I guess I should heed PPG Industries’ caution that improper paint storage, especially for prolonged periods, can have pronounced negative effects on a finished job. Fortunately, the company offers the following tips on correct paint stock management:

· First, after a delivery, fresh stock should be moved to the back of the stock shelves, and dated. Although a bit of a nuisance, it saves time in the long run, by ensuring that the stock is relatively fresh and easy to mix. You’ll get better color accuracy as a result of more thorough incorporation of tints.

· Another storage factor is temperature. High-solids, solvent-based products are more sensitive to lower temperatures than normal-solids products. Although they won’t freeze, they can rise dramatically in viscosity, resulting in increased mixing time, inaccurate dosing of tints, slower application and overloading – which can result in a complete job do-over.

· Even standing a can of clear or hardener on a cool workshop floor is enough to remove the heat from the product, since tin is a good conductor of heat (or cold). Maintaining the target temperature for the product will provide better flow and application speed and wetting out, which help achieve a superior final appearance.

A wall-mounted thermometer is ideal for this purpose, but if you don’t have one, at least check products with a probe-type thermometer prior to use. As always, be sure that the proper hardener and solvent are used for the temperature and the size of the repair.


A different kind of ferry ride
When British Columbia Ferries bought a used ferry, Clackamas, Ore.-based Emmert International got the job of hauling it from Lake Powell on the Utah-Arizona border, where the vessel has carried vehicles and passengers for the past 20 years. To facilitate the haul, the ferry was disassembled and the hull cut into four sections by another firm.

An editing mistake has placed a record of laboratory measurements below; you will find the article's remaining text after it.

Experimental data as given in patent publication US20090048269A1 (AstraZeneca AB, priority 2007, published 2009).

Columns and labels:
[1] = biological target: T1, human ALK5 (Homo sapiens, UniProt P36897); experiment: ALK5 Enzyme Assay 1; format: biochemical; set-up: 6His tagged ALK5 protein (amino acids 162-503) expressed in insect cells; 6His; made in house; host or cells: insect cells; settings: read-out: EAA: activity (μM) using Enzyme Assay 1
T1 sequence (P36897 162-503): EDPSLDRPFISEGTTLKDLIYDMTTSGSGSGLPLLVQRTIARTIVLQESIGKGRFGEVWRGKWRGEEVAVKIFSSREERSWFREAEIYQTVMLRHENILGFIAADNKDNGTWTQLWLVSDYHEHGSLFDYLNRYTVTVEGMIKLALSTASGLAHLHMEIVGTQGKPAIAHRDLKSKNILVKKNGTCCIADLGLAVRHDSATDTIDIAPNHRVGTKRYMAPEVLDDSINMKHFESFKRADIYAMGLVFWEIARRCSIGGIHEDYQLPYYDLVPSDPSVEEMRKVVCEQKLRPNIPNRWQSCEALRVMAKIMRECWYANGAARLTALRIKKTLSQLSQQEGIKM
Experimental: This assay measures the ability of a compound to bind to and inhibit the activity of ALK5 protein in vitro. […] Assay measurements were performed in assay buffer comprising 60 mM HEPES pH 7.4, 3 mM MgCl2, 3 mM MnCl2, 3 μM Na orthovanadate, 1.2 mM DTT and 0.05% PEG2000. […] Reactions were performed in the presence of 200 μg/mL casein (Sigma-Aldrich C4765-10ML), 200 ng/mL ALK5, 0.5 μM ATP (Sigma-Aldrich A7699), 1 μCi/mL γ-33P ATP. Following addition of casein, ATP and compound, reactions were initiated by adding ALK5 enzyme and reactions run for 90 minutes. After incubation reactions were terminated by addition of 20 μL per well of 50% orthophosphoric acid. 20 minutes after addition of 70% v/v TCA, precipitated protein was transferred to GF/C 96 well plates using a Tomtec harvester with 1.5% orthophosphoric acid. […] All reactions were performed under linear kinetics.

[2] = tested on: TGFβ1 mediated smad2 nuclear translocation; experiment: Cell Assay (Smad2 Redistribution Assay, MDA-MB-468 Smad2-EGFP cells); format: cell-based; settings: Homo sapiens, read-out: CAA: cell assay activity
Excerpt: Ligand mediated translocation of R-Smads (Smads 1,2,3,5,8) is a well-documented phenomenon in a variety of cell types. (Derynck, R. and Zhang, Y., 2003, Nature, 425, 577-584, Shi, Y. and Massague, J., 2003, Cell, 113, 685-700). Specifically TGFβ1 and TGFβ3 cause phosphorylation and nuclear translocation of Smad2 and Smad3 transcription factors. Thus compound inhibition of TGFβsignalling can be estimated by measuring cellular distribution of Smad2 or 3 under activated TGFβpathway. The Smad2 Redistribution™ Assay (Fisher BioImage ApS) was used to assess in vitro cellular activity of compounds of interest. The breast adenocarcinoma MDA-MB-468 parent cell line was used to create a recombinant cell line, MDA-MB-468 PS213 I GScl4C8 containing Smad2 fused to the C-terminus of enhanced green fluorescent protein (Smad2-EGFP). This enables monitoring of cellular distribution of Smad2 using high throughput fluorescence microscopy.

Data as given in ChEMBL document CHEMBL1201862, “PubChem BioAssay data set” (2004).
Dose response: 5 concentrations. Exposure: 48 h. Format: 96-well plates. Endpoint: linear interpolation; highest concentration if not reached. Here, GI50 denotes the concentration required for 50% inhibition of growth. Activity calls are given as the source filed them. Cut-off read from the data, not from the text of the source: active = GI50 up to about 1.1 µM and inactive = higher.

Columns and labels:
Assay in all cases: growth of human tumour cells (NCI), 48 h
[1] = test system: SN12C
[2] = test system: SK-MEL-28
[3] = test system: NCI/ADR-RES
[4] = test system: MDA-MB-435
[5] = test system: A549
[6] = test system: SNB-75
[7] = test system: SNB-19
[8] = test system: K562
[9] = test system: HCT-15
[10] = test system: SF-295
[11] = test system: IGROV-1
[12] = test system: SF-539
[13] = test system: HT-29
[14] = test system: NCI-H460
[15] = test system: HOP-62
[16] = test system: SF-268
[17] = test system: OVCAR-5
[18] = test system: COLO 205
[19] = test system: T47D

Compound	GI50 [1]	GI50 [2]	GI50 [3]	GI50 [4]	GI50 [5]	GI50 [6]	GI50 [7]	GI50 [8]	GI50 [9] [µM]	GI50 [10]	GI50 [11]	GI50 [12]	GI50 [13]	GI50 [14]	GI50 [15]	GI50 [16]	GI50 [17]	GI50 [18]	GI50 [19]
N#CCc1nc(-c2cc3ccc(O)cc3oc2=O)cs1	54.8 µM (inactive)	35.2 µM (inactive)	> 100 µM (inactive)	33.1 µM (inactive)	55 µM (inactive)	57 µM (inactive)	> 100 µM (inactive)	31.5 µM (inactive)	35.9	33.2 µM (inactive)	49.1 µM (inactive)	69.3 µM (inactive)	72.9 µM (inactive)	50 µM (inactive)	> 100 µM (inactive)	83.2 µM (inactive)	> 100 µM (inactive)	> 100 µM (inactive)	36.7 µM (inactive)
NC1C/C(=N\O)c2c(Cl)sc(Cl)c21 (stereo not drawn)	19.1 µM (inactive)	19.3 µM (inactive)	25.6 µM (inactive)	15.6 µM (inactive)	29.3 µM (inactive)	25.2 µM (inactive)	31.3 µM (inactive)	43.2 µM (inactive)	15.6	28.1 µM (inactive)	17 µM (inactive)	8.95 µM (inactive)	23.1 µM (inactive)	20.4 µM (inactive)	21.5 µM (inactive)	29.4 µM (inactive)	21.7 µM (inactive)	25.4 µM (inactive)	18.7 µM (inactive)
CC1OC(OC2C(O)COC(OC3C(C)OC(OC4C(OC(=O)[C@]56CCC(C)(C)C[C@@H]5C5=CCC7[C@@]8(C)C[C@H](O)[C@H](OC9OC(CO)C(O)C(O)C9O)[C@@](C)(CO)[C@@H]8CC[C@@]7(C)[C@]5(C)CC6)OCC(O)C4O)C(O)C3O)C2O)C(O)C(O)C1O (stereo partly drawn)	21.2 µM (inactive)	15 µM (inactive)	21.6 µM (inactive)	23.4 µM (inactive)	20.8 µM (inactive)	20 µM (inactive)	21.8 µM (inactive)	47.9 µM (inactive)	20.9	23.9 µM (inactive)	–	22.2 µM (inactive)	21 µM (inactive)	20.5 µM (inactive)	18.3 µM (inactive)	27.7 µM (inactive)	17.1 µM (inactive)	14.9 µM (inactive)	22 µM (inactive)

During two trips of some 1,900 miles through four states, Emmert transported two 110,000-pound hull sections at a time. Each section was strapped to a transport frame riding on six hydraulic dollies.

Emmert used two Kenworth T800s equipped with Caterpillar C15 475-hp engines with oversized radiators, driven through 18-speed transmissions and 4-speed auxiliary transmissions.


Got an extra $120,189?
Then this is the truck you want to show up in at your next tailgate party. It’s a Chevrolet Kodiak C4500, medium-duty pickup, upfitted by Monroe Truck Equipment (MTE). It features an exterior finish valued at $28,000, liberal use of stainless steel, premium appointments and a high-end entertainment system.

Recently shown at the North American International Auto Show in Detroit, the truck actually is – or was – for sale, with a portion of the sticker price going to the buyer’s designated charity. Call MTE at 888-878-8777 to see if it’s still available. As they say in the classifieds, “serious inquiries only.”


Top honors for Top Techs